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Community Detection in Networks with Node Covariates


Community detection or clustering is a fundamental task in the analysis of network data. Most networks come with annotations which can be in form of node covariates such as a person's age, gender and location and/or edge covariates such as time stamps and ratings. However, most of the existing community detection approaches infer the community memberships merely based on the network structure. Moreover, many real networks have a bipartite structure which makes community detection challenging. In this dissertation, we first propose a model-based approach which allows for matched communities in the bipartite setting, in addition to node covariates with information about the matching. We derive a simple fast algorithm for fitting the model, based on variational inference ideas. A variation of the model to allow for degree-correction is also considered, in addition to a novel approach to fitting such degree-corrected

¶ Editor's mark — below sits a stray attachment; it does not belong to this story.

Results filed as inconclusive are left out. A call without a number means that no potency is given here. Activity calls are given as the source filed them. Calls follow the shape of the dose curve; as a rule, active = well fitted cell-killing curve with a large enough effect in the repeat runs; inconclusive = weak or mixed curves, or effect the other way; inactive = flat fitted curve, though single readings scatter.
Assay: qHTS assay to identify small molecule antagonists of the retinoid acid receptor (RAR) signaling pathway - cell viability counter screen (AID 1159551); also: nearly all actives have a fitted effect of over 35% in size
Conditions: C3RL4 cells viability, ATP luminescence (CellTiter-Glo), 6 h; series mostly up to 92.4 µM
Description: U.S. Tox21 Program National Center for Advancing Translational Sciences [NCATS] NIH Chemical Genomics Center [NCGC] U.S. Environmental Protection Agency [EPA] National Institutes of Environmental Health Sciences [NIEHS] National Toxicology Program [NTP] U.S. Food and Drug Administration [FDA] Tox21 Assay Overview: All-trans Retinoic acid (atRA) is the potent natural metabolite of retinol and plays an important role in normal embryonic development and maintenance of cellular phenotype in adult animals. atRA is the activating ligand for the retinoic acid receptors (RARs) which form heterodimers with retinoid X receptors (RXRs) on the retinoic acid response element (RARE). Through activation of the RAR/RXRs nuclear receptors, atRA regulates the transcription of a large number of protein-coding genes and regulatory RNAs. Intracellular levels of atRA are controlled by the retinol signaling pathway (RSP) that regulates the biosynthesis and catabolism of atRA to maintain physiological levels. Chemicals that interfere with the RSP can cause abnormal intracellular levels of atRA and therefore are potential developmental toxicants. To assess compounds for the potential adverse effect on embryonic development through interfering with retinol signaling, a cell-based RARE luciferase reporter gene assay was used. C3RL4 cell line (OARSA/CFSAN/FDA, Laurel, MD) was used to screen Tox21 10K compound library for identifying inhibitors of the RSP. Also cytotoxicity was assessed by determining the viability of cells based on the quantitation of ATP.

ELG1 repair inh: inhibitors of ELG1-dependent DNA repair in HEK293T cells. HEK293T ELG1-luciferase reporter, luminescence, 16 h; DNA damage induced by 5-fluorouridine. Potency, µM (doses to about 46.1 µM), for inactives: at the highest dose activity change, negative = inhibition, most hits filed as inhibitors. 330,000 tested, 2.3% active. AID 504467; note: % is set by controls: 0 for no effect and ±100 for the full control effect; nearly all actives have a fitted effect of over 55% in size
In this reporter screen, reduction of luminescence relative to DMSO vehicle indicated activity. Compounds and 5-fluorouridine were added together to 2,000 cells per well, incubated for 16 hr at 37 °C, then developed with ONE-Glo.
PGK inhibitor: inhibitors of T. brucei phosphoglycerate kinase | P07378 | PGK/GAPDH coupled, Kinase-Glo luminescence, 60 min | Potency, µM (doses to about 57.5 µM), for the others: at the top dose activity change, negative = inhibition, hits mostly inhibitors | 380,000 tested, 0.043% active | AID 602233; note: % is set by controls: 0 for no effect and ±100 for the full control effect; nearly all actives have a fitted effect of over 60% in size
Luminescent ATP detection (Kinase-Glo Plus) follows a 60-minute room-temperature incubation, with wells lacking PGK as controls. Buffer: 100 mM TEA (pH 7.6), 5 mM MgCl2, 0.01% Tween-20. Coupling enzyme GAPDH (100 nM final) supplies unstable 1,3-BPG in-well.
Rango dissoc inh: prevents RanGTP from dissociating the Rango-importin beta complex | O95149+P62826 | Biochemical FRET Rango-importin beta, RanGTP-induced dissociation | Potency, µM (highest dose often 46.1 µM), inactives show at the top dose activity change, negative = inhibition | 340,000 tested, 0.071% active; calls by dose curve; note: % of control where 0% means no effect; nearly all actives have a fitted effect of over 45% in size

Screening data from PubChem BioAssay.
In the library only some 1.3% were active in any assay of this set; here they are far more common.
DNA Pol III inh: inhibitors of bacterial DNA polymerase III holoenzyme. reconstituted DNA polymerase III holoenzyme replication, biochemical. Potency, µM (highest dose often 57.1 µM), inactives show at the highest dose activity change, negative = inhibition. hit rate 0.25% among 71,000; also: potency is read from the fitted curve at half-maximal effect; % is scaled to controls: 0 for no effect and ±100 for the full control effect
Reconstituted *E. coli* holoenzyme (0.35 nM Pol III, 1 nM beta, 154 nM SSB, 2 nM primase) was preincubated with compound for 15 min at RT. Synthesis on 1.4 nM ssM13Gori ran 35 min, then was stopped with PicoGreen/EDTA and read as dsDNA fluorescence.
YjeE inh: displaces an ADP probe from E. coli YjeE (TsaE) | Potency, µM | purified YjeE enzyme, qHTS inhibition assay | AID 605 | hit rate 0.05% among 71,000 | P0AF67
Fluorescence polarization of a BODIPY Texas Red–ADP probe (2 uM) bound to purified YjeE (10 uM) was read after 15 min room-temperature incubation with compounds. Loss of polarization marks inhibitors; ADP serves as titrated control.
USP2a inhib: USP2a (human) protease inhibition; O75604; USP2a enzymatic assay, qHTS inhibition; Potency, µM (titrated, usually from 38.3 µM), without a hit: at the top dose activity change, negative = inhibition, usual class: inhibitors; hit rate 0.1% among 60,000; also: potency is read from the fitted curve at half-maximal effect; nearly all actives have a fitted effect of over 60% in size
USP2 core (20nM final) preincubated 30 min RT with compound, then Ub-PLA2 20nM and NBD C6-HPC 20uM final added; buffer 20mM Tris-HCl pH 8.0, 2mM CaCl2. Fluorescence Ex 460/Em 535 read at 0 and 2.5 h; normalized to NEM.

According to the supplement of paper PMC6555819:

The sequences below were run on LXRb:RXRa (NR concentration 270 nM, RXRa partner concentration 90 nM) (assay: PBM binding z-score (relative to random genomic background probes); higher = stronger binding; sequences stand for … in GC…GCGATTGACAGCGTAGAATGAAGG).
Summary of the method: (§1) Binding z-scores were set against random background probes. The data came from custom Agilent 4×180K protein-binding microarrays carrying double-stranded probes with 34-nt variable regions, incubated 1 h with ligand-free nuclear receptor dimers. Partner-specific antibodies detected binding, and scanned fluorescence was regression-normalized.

We also propose a unified affinity matrix (USim) to leverage the node covariates information that can be used in unipartite networks (directed and undirected) as well as the bipartite networks that combines the information from the network with that from the node covariates into a single similarity matrix, which can then be input to a spectral clustering algorithm.

We show the effectiveness of both

approaches on simulated and real data, namely, page-user networks

collected from Wikipedia.

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